Conversations controlled by the few are delivered to the masses
  13. What is material culture?
    The physical or technological aspects of our daily lives.
  14. What is nonmaterial culture?
    Ways of using material objects, as well as customs, ideas, expressions, beliefs, knowledge, philosophies, governments, and patterns of communication.
  15. What is socialization?
    The lifelong process through which people learn the attitudes, values, and behaviors appropriate for members of a particular culture.
  16. What are agencies of socialization?
    Family, School, Peer Groups, Religion, Workplace, and mass media
  17. Why do agencies of socialization matter?
    It is through the comparison and interaction of the agencies that we develop and grow by comparing to ourselves. We begin to role play.
  18. Why are sociologists so fascinated by “feral children” (like Genie)?
    They demonstrate the importance of socializations. They prove that humans learn and grow through interactions with each other.
  19. What is Mead’s argument about how socialization occurs across the life course?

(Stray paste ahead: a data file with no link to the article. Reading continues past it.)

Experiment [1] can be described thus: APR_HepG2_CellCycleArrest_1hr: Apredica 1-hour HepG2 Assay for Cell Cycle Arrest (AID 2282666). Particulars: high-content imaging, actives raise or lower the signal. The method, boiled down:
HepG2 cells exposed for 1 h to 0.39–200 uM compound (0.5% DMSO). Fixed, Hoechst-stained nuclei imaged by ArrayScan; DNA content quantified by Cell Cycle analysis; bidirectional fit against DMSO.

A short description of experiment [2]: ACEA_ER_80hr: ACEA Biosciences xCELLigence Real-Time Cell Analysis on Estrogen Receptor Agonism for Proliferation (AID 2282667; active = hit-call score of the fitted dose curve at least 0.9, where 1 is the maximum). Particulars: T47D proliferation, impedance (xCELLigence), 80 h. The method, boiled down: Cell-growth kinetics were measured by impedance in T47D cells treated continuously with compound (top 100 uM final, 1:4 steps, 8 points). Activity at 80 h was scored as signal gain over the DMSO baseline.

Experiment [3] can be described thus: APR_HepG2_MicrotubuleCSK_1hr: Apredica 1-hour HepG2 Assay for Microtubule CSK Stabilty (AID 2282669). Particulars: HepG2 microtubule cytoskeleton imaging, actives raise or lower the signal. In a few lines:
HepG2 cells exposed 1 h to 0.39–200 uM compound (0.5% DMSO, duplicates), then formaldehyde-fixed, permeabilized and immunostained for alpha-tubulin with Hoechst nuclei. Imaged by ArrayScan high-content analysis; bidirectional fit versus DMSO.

Mead argued that there are two core components of the self: the I (our acting self) and the Me (our socialized self). He described a three-stage process of self-development: the preparatory stage, the play stage, and the game stage
  20. What is a generalized other?
    The attitudes, viewpoints, and expectations of society as a whole that a child takes into account in his or her behavior.
  21. What is a significant other according to Meade?
    An individual who is most important in the development of the self, such as a parent, friend, or teacher.
  22. Describe Impression management
    The altering of the presentation of the self in order to create distinctive appearances and satisfy particular audiences.
  23. Describe the Me.
    The socialized self that plans actions and judges performances based on the standards we have learned from others.
  24. Describe the I.
    The acting self that exists in relation to the Me.
  25. To what does the “looking glass self” refer?